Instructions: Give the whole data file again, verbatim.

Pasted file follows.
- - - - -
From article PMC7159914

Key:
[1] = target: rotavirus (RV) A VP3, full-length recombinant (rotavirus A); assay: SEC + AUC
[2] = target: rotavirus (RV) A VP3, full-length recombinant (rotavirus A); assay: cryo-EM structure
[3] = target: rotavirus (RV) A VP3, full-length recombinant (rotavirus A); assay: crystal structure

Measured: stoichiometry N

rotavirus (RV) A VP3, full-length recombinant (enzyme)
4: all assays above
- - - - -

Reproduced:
From article PMC7159914

Key:
[1] = target: rotavirus (RV) A VP3, full-length recombinant (rotavirus A); assay: SEC + AUC
[2] = target: rotavirus (RV) A VP3, full-length recombinant (rotavirus A); assay: cryo-EM structure
[3] = target: rotavirus (RV) A VP3, full-length recombinant (rotavirus A); assay: crystal structure

Measured: stoichiometry N

rotavirus (RV) A VP3, full-length recombinant (enzyme)
4: all assays above